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MSE News: Dump Sky and iPhones, struggling homeowners told

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MSE News: Dump Sky and iPhones, struggling homeowners told

edited 30 November -1 at 1:00AM in Mortgages & Endowments
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MSE_GuyMSE_Guy MSE Staff
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edited 30 November -1 at 1:00AM in Mortgages & Endowments
This is the discussion thread for the following MSE News Story:

"Thousands of homeowners are to be warned by taxpayer-owned banks to forget renewing their subscription to Sky TV or buying a new iPhone and instead focus on paying their mortgage ..."
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Replies

  • skylightskylight Forumite
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    Good idea.

    It will put some peoples backs up. It will remind others and guide some. If it helps some to stay on track then its a good thing.

    As long as - the call is NOT used as way to sell other goods the bank is offering.
  • busiscoming2busiscoming2 Forumite
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    Although most people realise the s**t they can get into if they can't pay their mortgage, I think a lot of younger people believe it is necessary to have Sky subscription, huge TVs and iphones etc.

    Do I think they should give them up if needed to pay their mortgage - YES!
  • cally6008 wrote: »
    News article is here - http://www.dailymail.co.uk/news/article-2031934/Now-banks-ring-cash-strapped-home-owners-warn-Cut-spending--risk-losing-home.html#ixzz1WatL2HSc

    The banks are going to be credit checking lots of people without them knowing
    Most banks terms and conditions already allow for two way feeds of information with the credit reference agencies. It's already happening. No searches show up.

    It's not new. It's something the customer has already signed up for. The Daily Mail is playing it's usual game of writing articles in a way that gets an emotional reaction out of the reader. Don't fall for it.
    skylight wrote: »
    As long as - the call is NOT used as way to sell other goods the bank is offering.
    Unlikely. It's a wind-down operation with no other products to sell.
  • ReaperReaper Forumite
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    People are strangely reluctant to accept a cut in lifestyle when their circumstances change.

    It's not a new thing either. 25 years ago a building society manager told me about some borrowers who came in to tell her they could no longer afford their mortgage payments and needed a reduction. They arrived in a luxury car and wore fur coats and expensive jewelry to the meeting. They didn't get a sympathetic hearing!
  • beebbeeb Forumite
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    I wonder if people paying rent rather than a mortgage rate that particular bill higher in their priorities???
  • poggspoggs Forumite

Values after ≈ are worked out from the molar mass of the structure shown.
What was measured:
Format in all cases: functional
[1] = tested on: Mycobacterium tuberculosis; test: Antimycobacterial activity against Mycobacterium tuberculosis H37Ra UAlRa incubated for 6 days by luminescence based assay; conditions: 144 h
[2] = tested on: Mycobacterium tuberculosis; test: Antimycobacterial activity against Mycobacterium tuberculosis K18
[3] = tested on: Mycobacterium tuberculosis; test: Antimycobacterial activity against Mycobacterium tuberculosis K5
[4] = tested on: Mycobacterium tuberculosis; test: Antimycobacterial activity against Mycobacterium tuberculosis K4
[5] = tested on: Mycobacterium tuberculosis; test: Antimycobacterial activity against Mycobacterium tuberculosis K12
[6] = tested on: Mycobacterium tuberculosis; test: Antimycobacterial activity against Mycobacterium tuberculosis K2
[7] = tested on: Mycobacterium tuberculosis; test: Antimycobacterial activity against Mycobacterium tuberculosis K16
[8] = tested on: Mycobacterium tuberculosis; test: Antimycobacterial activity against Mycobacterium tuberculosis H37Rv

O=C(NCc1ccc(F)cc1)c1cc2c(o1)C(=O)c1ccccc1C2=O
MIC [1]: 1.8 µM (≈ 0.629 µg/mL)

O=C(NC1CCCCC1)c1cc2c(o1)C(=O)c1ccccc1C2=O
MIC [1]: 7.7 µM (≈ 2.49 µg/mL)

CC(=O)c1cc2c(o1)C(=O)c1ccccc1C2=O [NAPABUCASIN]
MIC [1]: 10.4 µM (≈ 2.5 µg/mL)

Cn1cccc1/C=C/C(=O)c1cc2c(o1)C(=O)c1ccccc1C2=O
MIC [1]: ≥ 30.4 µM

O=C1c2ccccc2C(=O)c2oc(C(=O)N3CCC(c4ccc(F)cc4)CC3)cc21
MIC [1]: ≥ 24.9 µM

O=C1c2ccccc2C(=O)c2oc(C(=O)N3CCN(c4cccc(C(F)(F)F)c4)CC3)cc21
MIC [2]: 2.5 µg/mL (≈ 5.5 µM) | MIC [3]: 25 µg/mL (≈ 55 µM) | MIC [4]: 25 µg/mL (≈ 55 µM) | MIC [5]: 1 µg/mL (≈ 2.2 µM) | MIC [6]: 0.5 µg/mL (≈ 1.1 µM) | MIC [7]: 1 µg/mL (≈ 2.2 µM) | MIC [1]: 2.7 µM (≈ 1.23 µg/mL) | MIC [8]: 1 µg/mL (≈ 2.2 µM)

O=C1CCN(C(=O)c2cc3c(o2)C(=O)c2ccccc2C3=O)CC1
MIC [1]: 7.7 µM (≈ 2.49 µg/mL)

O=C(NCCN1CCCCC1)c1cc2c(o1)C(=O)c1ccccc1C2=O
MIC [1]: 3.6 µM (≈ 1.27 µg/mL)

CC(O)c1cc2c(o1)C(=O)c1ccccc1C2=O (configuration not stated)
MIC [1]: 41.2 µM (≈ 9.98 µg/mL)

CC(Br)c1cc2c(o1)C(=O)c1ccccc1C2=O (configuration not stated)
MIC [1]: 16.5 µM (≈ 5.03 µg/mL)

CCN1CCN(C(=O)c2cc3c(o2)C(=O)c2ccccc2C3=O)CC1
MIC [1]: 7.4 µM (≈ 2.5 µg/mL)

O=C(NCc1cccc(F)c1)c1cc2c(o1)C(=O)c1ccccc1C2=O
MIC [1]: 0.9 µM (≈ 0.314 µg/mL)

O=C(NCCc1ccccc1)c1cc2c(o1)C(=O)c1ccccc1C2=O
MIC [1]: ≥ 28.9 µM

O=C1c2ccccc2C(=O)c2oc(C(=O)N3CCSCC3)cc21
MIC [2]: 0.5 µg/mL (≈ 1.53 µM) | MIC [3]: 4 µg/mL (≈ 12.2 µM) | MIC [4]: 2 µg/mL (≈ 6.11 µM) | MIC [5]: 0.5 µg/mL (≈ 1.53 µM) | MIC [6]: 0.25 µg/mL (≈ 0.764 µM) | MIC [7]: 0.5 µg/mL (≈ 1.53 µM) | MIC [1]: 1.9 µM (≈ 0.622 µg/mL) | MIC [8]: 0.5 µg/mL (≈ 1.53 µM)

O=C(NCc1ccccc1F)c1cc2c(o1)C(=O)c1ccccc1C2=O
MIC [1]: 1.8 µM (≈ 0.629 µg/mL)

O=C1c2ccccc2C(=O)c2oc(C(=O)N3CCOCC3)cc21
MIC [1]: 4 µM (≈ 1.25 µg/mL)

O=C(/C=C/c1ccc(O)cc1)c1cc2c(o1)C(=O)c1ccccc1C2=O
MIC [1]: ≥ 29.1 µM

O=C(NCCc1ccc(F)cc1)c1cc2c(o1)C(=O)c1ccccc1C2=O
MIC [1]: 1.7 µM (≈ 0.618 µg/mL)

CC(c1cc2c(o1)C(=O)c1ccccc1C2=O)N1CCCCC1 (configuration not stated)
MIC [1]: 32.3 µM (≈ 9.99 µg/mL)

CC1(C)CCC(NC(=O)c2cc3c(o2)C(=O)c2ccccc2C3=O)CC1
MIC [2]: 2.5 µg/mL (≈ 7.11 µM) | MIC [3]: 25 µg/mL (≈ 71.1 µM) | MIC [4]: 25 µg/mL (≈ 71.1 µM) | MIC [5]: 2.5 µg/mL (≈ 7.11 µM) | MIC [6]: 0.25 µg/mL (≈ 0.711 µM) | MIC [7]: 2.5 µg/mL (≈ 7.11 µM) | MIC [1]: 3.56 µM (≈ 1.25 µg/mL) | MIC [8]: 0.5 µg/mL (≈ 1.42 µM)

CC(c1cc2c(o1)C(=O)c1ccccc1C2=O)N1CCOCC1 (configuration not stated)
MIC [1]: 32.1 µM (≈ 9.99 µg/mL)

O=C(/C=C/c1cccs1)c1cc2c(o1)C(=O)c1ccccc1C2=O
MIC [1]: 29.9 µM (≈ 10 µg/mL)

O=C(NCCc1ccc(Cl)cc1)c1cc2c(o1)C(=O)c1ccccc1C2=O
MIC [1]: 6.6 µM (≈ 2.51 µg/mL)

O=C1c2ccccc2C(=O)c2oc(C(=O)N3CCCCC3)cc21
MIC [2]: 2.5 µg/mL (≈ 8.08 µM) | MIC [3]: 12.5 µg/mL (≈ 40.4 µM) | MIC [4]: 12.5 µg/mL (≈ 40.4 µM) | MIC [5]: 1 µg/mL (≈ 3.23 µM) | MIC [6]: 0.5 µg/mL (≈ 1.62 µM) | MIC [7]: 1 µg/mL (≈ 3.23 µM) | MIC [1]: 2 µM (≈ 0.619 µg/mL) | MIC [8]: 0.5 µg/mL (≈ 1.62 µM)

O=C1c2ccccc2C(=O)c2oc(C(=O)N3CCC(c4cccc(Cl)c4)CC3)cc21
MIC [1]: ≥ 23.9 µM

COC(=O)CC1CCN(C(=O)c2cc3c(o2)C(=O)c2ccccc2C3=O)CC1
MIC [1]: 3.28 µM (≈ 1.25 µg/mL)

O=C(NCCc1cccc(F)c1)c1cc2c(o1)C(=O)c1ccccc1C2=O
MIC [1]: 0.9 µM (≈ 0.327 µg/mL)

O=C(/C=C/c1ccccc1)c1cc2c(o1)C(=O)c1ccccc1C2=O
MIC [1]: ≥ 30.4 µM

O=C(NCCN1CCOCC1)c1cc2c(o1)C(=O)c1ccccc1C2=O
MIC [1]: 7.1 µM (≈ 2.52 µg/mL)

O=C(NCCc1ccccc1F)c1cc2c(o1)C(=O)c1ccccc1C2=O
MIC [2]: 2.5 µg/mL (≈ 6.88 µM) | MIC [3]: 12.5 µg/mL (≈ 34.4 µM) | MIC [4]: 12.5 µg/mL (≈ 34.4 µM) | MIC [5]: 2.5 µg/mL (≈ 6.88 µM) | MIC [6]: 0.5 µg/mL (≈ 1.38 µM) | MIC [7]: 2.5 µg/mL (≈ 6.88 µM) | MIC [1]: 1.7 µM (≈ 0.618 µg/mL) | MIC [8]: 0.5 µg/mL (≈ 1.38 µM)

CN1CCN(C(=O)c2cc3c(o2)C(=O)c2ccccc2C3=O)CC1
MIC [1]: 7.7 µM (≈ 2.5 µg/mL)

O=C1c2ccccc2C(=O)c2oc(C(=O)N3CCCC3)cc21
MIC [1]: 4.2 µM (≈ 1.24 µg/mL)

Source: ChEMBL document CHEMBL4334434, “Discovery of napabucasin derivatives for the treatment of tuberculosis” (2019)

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    I've a mortgage with them and have received 2 phone calls over the past 2 months doing a 'survey' asking how I think I would cope if my mortgage went up £300 a month next week etc.

    Now I'm guessing it was a fishing expedition to decide what to do about me.

    Never missed a payment so far on my 125% mortgage I took out in 2005. Of course I would change and remortgage if I could, but since we took out the mortgage, my wife has given up work to raise our children and we only have one salary. Current LTV is about 90% and at 175k. My one salary wont stretch to a remortgage so we're totally stuck with NRAM or whatever the bad bank is called!
  • chattychappychattychappy Forumite
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    They (spenders) can get away with it.

    Sounds like a PR thing. The reality is, that until people really start getting their houses repossessed it will be water off a ducks back - except for the moans about "harassment".

    It seems to be politically unacceptable for people to lose their homes so the government will not allow it to happen.

    Pity - the housing market could do with a readjustment, but its unlikely to happen whilst people are kept in homes they can't afford and probably should never have bought in the first place.

    Secured loan should mean just that. Default? Get repossessed.
  • tgroom57tgroom57 Forumite
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    It is quite normal for these calls to also insist you get rid of any family pets, -dogs and cats- to save money as these are also seen as non-essential.

    I wish that banker's bonuses were similarly non-essential.

  • tgroom57 wrote: »
    It is quite normal for these calls to also insist you get rid of any family pets, -dogs and cats- to save money as these are also seen as non-essential.

    When economising, you need to consider _everything_.

    Not just the nice and easy things, but also the hard things, including pets.

    For example - have you split up with a partner, and the ex wanted the dog, and will take care of it?

    Can fido move to own-brand dogfood.

    Do you have any spare children you could sell into slavery (or encourage harder to look for work, which Marx says is much the same thing).

    Seriously though, economising means you need to look at every single expenditure, nomatter how trivial, and see if you can eliminate or reduce it.
    Including very much things you think of as essential.
This discussion has been closed.

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